In 1989, she starred in a Pepsi commercial that was pulled because of controversy over the music video for 'Like a Prayer,' which featured burning crosses and showed Madonna kissing a black actor portraying a saint.

She reminded the world of this bit of pop culture history Wednesday when she posted on Instagram about the disastrous Pepsi ad featuring Kendall Jenner.

'When you wake up and realize that S*** just really doesn't make sense,' Madonna wrote in her caption. 'Side Note: My Pepsi commercial was pulled 30 years ago because I was kissing a black saint! #ironic.'

In the Kendall Jenner ad, Jenner ditches a photo shoot to join a street protest, then offers a Pepsi to a stoic police officer. Pepsi withdrew it after immediate criticism that the spot was appropriating the Black Lives Matter movement to sell soda.

Madonna was paid $5 million for her Pepsi commercial, which aired on March 2, 1989, during NBC's 'The Cosby Show.' The problem came the next day, when the music video premiered for 'Like a Prayer.' The video included stigmata and other religious imagery.

Pepsi spokesman said at the time: 'When you've got an ad that confuses people or concerns people, it just makes sense that that ad goes away.'

These days Madonna is making her loyalties known: On Wednesday, she posted a picture of herself strolling with a can of Coke.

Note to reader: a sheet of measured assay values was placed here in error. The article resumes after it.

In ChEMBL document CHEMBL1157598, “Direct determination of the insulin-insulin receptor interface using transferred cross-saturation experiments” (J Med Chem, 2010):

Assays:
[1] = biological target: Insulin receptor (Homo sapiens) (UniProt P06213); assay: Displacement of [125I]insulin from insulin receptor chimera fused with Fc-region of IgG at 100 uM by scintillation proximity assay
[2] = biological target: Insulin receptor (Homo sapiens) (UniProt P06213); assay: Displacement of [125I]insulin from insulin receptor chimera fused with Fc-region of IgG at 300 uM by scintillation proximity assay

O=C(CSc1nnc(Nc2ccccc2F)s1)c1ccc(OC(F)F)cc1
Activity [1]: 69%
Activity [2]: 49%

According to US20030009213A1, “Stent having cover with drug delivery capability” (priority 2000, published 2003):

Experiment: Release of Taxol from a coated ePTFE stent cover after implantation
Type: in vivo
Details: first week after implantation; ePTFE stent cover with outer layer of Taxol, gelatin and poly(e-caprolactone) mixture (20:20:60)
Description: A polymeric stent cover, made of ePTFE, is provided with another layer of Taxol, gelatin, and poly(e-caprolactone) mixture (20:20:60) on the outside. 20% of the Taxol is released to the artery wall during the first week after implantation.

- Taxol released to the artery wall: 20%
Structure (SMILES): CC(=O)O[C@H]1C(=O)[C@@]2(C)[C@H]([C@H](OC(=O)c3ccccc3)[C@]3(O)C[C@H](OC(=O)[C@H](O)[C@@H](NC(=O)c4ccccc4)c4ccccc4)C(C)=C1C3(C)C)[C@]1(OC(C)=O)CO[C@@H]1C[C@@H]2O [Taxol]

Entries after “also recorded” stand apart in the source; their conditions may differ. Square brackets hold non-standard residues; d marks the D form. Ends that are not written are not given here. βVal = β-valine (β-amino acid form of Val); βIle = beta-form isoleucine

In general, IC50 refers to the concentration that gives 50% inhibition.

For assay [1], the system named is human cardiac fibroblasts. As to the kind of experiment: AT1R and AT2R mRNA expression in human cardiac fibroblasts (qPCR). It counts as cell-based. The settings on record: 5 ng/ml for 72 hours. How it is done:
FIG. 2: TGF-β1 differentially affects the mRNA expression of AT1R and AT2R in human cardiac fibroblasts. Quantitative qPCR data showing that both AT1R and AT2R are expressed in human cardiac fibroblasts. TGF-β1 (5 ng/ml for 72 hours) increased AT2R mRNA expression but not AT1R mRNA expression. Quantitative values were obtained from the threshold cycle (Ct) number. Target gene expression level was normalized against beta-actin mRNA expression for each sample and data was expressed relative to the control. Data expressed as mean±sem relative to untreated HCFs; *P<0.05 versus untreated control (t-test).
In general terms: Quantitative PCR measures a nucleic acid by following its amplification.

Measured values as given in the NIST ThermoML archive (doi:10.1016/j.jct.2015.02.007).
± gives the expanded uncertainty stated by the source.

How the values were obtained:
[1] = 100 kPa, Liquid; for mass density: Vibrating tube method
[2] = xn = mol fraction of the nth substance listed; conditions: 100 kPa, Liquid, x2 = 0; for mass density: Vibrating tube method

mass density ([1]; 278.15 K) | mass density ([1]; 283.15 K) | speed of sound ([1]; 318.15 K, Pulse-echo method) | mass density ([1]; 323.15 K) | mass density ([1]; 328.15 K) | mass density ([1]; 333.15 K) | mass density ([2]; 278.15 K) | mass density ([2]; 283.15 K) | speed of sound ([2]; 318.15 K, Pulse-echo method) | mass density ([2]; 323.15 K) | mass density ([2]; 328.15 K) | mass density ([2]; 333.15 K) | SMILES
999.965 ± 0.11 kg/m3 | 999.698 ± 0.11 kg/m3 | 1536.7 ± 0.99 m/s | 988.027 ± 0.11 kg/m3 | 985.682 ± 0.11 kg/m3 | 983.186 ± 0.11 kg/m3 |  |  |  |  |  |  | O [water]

It was the kind of shade Madonna fans thirst for.

From CNN.com


'Strike a Pose' documentary to show in Detroit Freep Film Festival

They are the simplest of documentary conceits: Where are they now? What happened to them then? These are the two questions that 'Strike a Pose,' a documentary that focuses on Madonna’s 1990 'Blond Ambition World Tour' dancers, spends 83 minutes answering.

We know what happened to Madonna, who never left the limelight. But her coterie of male dancers - who worked so closely with her that the then-childless Madonna was like a mother to them - seemingly disappeared into the wind after a brief flurry of fame. The film is a role reversal, with six of the seven dancers (the last is shown through archival footage and family interviews) front and center on screen, while the Material Girl is a ghostly presence, seen in some clips but no recent footage. That was a conscious choice on the part of co-directors Reijer Zwaan and Ester Gould.